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The Strange Rise of Semi-Literate England: The Dissolution of the Libraries.


W. J. West. Duckworth, 1991. 7.99[pounds].

This attractively produced book -- or rather pamphlet -- consists of 52 pages of cogent and well-informed polemic on the subject of the mindless dispersal of stock by public and institutional libraries, followed by a list of 292 libraries that have sold off books that have subsequently come into the author's possession, and a list of 260 former library books acquired by the author in the course of his investigations.

The two outstandingly disgraceful instances of library dispersal noted by Mr. West are the London Borough of Brent's disposal of 105,070 books in the 1980s, partly in order to enable a new library to be built on the site of the warehouse containing the library system's reserve collection, and Derbyshire County Council's disposal of the Mackie Memorial Library, a unique nineteenth century collection relating to the development of the cotton industry. In the latter instance Derbyshire County Council belatedly attempted to buy back volumes from second-hand dealers as these were required for a Heritage Centre the council had set up before the book dispersal was ordered. Mr. West does not pretend to supply a list of such large-scale blunders, but other examples are known to this reviewer, and probably to most readers of Contemporary Review.

Mr. West's list of books previously owned by libraries contains four that are not possessed by the British Library. Others are scholarly works which, though out of print, still regularly appear on undergraduate reading lists at university. Others again appear to be the kind of item that one had thought a library system's Local History Collection would have been desperate to hang on to. One ex-library book purchased by Mr. West from a second-hand dealer was published in 1699 and two others in the eighteenth century: Mr. West does not say how much he paid for them, and was of course in no position to state how much of what he paid ended up in library funds, but it need hardly be pointed out that books so old are very rare, and irreplaceable, and ought not to be dumped by libraries on the open market. Mr. West's lists are an appalling demonstration of the sheer unprofessionalism of today's public and institutional librarians.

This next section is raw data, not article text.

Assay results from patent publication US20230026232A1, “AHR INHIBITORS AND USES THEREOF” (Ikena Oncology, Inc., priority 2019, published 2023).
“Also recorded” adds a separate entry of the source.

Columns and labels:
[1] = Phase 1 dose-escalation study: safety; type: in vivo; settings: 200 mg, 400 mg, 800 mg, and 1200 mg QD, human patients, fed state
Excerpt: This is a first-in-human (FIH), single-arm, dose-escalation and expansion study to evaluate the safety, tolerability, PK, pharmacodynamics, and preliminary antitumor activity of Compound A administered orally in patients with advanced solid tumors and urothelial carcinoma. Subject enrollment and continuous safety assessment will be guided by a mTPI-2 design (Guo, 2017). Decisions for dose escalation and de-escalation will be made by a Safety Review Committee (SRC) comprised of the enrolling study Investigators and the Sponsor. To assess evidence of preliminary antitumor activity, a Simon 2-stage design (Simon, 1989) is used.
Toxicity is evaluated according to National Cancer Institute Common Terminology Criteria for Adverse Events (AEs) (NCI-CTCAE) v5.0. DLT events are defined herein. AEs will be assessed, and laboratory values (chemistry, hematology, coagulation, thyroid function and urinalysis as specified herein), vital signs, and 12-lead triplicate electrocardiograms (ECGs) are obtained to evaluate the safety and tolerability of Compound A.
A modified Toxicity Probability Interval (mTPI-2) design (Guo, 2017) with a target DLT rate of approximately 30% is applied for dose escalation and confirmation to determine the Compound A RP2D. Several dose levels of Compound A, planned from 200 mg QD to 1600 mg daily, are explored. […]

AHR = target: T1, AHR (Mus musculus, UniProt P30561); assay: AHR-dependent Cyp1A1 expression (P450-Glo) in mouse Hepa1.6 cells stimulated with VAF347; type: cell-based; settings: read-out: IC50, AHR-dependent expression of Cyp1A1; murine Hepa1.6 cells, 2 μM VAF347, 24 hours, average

Mr. West's argument that |the rise of semi-literacy and the dispersal of libraries are inter-related' is probably the weakest part of this pamphlet. It is difficult to accept that the population is less literate than it was fifty years ago, when more than three times as many books are being published as before the Second World War. On the other hand British society is still very much less literate than it might be, and on Mr. West's evidence the efforts of Britain's professional librarians to improve the situation can best be described as trahison des clercs.
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Author:Harvey, A.D.
Publication:Contemporary Review
Article Type:Book Review
Date:Jul 1, 1992
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